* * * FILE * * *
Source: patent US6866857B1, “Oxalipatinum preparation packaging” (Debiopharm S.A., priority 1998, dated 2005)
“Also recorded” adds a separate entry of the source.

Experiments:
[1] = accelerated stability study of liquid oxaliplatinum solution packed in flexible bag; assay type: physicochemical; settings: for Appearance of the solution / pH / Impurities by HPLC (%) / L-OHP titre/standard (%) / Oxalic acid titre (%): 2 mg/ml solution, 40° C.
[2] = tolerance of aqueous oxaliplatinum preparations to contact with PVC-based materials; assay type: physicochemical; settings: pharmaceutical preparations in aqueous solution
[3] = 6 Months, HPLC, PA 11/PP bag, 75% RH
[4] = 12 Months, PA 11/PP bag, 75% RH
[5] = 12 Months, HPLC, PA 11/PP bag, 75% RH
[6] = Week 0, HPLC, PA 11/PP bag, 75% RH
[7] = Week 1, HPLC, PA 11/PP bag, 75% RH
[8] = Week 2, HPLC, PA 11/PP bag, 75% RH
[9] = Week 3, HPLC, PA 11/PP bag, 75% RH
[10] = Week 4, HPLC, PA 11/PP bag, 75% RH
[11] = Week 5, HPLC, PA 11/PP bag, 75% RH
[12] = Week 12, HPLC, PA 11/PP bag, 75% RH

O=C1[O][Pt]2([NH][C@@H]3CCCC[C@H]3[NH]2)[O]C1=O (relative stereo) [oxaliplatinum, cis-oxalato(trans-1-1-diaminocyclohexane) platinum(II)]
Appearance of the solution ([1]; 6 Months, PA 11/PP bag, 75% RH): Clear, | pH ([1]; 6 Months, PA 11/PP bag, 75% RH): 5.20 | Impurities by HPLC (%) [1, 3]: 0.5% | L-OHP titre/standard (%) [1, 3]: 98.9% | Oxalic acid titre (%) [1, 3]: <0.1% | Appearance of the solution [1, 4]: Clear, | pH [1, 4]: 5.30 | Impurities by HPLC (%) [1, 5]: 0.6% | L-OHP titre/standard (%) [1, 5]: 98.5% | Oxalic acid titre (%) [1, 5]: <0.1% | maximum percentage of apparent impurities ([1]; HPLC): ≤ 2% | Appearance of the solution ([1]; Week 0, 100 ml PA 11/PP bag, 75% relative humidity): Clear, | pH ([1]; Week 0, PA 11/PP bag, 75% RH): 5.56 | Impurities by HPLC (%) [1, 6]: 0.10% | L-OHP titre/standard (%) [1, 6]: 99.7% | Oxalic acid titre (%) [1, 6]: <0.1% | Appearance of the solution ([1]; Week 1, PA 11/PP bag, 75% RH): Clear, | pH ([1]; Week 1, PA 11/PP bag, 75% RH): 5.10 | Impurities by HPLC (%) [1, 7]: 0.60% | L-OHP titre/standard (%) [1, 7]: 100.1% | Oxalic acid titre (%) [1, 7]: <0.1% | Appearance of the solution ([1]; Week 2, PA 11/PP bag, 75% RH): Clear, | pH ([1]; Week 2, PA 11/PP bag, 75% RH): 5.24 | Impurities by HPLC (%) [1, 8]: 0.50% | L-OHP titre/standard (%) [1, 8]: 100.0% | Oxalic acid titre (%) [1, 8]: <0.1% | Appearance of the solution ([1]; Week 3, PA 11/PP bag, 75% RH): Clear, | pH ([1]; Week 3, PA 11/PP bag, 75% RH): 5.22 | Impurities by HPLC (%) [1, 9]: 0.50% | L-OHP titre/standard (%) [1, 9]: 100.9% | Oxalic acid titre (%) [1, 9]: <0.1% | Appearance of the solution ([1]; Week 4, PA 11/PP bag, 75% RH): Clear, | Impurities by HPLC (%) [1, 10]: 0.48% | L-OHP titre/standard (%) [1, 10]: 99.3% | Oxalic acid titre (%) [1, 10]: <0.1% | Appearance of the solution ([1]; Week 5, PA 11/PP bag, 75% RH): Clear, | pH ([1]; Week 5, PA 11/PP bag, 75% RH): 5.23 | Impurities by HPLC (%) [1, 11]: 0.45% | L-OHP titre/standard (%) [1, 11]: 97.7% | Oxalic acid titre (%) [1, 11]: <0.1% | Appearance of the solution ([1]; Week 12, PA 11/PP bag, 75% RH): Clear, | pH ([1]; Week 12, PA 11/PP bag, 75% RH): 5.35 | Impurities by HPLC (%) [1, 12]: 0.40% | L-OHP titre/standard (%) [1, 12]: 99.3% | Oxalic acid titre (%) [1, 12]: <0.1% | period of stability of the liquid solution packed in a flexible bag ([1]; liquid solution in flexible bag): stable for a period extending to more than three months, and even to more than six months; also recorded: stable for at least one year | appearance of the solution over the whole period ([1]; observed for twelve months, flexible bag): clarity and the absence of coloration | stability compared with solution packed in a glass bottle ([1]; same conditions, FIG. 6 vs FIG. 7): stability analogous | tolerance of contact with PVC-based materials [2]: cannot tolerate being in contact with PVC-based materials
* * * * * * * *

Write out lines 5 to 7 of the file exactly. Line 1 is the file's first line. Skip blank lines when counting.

[2] = tolerance of aqueous oxaliplatinum preparations to contact with PVC-based materials; assay type: physicochemical; settings: pharmaceutical preparations in aqueous solution
[3] = 6 Months, HPLC, PA 11/PP bag, 75% RH
[4] = 12 Months, PA 11/PP bag, 75% RH